We’d rather see you for regular mammograms than regular chemotherapy.
One of the best cancer centers in the Mid-West.
Both lines were presented to a marketer whose brief read: ‘the best for cancer care.’
But we’re not talking Indiana University Hospital, the Cleveland Clinic or the Mayo Clinic here.
His hospital wasn’t among widely known cancer care facilities.
Still, he went for the second headline because he said it hit the nail on the head of the brief.
It encapsulated everything his hospital hoped to be.
Yes, there’s a necessity for regular mammograms, he granted, but the headline that pressed the case for that was ominous.
He said it could scare his target audience.
So he ticked a box and eagerly moved on to the next business of the day.
A content assignment for his hospital’s largest revenue maker, the heart and vascular unit.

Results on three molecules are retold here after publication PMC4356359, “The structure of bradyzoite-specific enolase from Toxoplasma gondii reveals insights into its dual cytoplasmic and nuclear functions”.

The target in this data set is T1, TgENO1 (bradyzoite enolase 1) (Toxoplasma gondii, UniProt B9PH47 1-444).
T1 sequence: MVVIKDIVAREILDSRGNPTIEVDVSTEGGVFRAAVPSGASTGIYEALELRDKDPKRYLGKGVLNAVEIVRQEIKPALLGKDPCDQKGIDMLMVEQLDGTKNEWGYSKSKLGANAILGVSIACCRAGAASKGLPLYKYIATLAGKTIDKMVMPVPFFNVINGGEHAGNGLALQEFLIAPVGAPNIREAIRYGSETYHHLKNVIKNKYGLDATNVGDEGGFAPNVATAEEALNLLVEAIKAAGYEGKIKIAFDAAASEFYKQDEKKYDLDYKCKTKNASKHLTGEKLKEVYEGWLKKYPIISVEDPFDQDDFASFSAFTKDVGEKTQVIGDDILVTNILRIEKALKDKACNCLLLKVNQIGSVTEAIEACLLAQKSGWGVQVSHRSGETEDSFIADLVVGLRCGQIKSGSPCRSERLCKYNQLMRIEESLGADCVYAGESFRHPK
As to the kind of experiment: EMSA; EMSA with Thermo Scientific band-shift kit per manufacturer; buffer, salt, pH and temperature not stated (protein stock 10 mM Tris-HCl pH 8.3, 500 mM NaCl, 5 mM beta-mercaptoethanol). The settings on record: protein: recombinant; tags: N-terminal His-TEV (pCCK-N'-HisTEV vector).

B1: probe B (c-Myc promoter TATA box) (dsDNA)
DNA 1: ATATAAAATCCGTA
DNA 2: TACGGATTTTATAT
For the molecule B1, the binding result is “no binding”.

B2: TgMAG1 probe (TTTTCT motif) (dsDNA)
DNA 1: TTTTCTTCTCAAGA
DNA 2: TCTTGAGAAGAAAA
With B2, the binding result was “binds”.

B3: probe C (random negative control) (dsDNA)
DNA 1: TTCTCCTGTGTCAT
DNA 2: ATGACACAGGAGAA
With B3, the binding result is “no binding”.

This story, related at a seminar last year, points up one fact.
An important ingredient for creating effective content is worry.
It’s worry that translates as a good neurosis when it comes to the details of doing better.
It’s the care you take with content to make sure it does its best to benefit your audience.
There are more than a few marketing solutions to a brief. But why skirt the fact you have a frightening subject in cancer.
The best cancer headline still sticks with me after a ridiculously long time. I’m thinking it goes back some 20-odd years.
It could have been done by the Martin Agency.
You have cancer. Let’s start by removing that lump in your throat.
Healthcare marketers and C-level people aren’t ‘Gatoraded’ on the football field like a triumphant coach. They’re not drenched in victory that way
But maybe they should be if came down to saving a life.
Share your take on marketing thinking with us. How can you be sure you’re doing the best you can do for your audience? Thanks, Steve Ulin